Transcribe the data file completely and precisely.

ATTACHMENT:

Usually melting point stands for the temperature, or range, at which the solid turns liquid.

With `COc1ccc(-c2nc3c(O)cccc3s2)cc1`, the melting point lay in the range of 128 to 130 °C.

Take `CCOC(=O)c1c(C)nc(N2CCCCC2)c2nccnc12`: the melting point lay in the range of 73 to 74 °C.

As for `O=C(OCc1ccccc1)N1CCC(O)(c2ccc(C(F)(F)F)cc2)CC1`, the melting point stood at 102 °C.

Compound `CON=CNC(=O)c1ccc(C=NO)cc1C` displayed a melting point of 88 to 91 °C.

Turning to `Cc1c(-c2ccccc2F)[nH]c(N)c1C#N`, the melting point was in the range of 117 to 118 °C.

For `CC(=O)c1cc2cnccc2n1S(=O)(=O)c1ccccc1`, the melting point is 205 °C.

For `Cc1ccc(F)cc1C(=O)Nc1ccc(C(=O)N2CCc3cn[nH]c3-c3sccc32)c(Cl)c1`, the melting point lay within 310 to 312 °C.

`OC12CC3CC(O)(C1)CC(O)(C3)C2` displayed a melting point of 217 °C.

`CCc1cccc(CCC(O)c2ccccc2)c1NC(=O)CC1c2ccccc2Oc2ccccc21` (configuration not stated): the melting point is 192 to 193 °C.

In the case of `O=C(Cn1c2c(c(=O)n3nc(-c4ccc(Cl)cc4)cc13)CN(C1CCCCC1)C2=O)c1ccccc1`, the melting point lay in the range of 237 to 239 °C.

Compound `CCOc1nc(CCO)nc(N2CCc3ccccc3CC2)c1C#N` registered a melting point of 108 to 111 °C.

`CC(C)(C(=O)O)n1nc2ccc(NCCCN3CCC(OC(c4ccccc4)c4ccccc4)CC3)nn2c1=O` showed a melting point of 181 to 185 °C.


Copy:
Usually melting point stands for the temperature, or range, at which the solid turns liquid.

With `COc1ccc(-c2nc3c(O)cccc3s2)cc1`, the melting point lay in the range of 128 to 130 °C.

Take `CCOC(=O)c1c(C)nc(N2CCCCC2)c2nccnc12`: the melting point lay in the range of 73 to 74 °C.

As for `O=C(OCc1ccccc1)N1CCC(O)(c2ccc(C(F)(F)F)cc2)CC1`, the melting point stood at 102 °C.

Compound `CON=CNC(=O)c1ccc(C=NO)cc1C` displayed a melting point of 88 to 91 °C.

Turning to `Cc1c(-c2ccccc2F)[nH]c(N)c1C#N`, the melting point was in the range of 117 to 118 °C.

For `CC(=O)c1cc2cnccc2n1S(=O)(=O)c1ccccc1`, the melting point is 205 °C.

For `Cc1ccc(F)cc1C(=O)Nc1ccc(C(=O)N2CCc3cn[nH]c3-c3sccc32)c(Cl)c1`, the melting point lay within 310 to 312 °C.

`OC12CC3CC(O)(C1)CC(O)(C3)C2` displayed a melting point of 217 °C.

`CCc1cccc(CCC(O)c2ccccc2)c1NC(=O)CC1c2ccccc2Oc2ccccc21` (configuration not stated): the melting point is 192 to 193 °C.

In the case of `O=C(Cn1c2c(c(=O)n3nc(-c4ccc(Cl)cc4)cc13)CN(C1CCCCC1)C2=O)c1ccccc1`, the melting point lay in the range of 237 to 239 °C.

Compound `CCOc1nc(CCO)nc(N2CCc3ccccc3CC2)c1C#N` registered a melting point of 108 to 111 °C.

`CC(C)(C(=O)O)n1nc2ccc(NCCCN3CCC(OC(c4ccccc4)c4ccccc4)CC3)nn2c1=O` showed a melting point of 181 to 185 °C.